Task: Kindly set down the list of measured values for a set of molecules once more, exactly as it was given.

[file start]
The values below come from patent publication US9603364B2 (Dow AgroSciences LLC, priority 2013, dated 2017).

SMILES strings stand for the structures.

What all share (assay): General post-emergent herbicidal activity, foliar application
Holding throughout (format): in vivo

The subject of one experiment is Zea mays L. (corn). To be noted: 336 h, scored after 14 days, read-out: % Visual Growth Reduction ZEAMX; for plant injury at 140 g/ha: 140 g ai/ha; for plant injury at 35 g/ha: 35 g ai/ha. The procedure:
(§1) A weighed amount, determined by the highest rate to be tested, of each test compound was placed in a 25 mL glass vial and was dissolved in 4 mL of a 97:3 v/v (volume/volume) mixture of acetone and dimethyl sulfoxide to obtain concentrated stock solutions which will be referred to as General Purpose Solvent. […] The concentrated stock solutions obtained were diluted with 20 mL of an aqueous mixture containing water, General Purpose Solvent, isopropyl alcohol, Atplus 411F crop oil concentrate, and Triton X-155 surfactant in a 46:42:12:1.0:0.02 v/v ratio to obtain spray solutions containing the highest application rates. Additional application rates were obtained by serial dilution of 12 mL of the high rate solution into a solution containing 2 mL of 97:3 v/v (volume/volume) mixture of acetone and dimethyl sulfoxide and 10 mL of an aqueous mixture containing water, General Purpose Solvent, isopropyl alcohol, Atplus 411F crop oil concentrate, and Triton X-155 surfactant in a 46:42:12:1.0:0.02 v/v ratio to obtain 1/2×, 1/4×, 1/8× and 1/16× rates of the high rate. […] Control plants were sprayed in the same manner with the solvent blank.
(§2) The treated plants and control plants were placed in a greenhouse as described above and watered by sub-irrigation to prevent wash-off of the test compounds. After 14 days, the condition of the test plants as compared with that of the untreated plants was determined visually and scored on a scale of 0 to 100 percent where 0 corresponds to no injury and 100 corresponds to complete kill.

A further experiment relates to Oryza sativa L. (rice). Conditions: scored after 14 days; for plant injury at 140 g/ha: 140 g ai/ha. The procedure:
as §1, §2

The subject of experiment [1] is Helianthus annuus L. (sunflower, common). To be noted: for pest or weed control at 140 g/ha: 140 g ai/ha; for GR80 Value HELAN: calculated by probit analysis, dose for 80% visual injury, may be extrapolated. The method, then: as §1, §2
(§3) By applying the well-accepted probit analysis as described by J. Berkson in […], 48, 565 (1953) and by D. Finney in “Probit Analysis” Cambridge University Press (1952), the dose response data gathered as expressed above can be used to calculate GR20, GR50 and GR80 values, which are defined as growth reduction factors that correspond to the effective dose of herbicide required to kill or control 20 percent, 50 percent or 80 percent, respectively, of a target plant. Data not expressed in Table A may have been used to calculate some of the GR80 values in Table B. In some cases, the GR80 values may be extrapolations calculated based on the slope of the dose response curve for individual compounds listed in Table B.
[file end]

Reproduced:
The values below come from patent publication US9603364B2 (Dow AgroSciences LLC, priority 2013, dated 2017).

SMILES strings stand for the structures.

What all share (assay): General post-emergent herbicidal activity, foliar application
Holding throughout (format): in vivo

The subject of one experiment is Zea mays L. (corn). To be noted: 336 h, scored after 14 days, read-out: % Visual Growth Reduction ZEAMX; for plant injury at 140 g/ha: 140 g ai/ha; for plant injury at 35 g/ha: 35 g ai/ha. The procedure:
(§1) A weighed amount, determined by the highest rate to be tested, of each test compound was placed in a 25 mL glass vial and was dissolved in 4 mL of a 97:3 v/v (volume/volume) mixture of acetone and dimethyl sulfoxide to obtain concentrated stock solutions which will be referred to as General Purpose Solvent. […] The concentrated stock solutions obtained were diluted with 20 mL of an aqueous mixture containing water, General Purpose Solvent, isopropyl alcohol, Atplus 411F crop oil concentrate, and Triton X-155 surfactant in a 46:42:12:1.0:0.02 v/v ratio to obtain spray solutions containing the highest application rates. Additional application rates were obtained by serial dilution of 12 mL of the high rate solution into a solution containing 2 mL of 97:3 v/v (volume/volume) mixture of acetone and dimethyl sulfoxide and 10 mL of an aqueous mixture containing water, General Purpose Solvent, isopropyl alcohol, Atplus 411F crop oil concentrate, and Triton X-155 surfactant in a 46:42:12:1.0:0.02 v/v ratio to obtain 1/2×, 1/4×, 1/8× and 1/16× rates of the high rate. […] Control plants were sprayed in the same manner with the solvent blank.
(§2) The treated plants and control plants were placed in a greenhouse as described above and watered by sub-irrigation to prevent wash-off of the test compounds. After 14 days, the condition of the test plants as compared with that of the untreated plants was determined visually and scored on a scale of 0 to 100 percent where 0 corresponds to no injury and 100 corresponds to complete kill.

A further experiment relates to Oryza sativa L. (rice). Conditions: scored after 14 days; for plant injury at 140 g/ha: 140 g ai/ha. The procedure:
as §1, §2

The subject of experiment [1] is Helianthus annuus L. (sunflower, common). To be noted: for pest or weed control at 140 g/ha: 140 g ai/ha; for GR80 Value HELAN: calculated by probit analysis, dose for 80% visual injury, may be extrapolated. The method, then: as §1, §2
(§3) By applying the well-accepted probit analysis as described by J. Berkson in […], 48, 565 (1953) and by D. Finney in “Probit Analysis” Cambridge University Press (1952), the dose response data gathered as expressed above can be used to calculate GR20, GR50 and GR80 values, which are defined as growth reduction factors that correspond to the effective dose of herbicide required to kill or control 20 percent, 50 percent or 80 percent, respectively, of a target plant. Data not expressed in Table A may have been used to calculate some of the GR80 values in Table B. In some cases, the GR80 values may be extrapolations calculated based on the slope of the dose response curve for individual compounds listed in Table B.